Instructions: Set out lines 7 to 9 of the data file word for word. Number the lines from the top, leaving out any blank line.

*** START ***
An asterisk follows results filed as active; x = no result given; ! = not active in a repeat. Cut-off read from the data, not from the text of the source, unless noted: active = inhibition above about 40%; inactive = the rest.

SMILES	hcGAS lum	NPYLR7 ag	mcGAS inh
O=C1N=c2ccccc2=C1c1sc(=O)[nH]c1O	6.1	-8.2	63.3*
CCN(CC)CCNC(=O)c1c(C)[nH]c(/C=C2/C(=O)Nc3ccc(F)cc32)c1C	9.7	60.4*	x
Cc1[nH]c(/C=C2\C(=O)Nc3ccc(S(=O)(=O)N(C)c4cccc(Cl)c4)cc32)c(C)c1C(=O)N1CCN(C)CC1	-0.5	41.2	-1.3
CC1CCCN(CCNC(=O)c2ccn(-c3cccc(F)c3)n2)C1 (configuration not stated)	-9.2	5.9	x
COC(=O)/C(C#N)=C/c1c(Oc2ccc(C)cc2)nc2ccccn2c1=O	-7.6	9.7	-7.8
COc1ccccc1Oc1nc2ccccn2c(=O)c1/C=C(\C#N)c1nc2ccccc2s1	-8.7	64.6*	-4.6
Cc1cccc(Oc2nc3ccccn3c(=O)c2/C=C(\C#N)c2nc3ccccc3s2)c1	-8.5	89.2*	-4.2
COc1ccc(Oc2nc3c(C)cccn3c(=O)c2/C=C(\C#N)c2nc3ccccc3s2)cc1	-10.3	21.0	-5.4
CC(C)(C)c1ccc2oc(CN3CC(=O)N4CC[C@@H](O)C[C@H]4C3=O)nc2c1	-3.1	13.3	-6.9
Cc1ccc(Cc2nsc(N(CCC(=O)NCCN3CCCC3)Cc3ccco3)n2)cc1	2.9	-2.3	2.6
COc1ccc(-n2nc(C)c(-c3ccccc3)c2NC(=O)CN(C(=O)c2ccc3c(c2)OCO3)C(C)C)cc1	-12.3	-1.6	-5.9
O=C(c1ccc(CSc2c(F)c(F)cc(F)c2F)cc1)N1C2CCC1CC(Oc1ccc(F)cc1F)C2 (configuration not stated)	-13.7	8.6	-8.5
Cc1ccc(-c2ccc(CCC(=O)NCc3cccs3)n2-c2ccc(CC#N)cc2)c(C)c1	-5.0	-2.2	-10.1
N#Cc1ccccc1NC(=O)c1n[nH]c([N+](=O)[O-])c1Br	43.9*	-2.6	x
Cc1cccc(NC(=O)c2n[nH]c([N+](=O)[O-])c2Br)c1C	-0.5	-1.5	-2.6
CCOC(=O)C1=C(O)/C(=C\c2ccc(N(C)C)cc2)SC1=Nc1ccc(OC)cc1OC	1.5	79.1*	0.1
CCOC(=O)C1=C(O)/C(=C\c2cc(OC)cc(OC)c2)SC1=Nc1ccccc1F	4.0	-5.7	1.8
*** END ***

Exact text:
COC(=O)/C(C#N)=C/c1c(Oc2ccc(C)cc2)nc2ccccn2c1=O	-7.6	9.7	-7.8
COc1ccccc1Oc1nc2ccccn2c(=O)c1/C=C(\C#N)c1nc2ccccc2s1	-8.7	64.6*	-4.6
Cc1cccc(Oc2nc3ccccn3c(=O)c2/C=C(\C#N)c2nc3ccccc3s2)c1	-8.5	89.2*	-4.2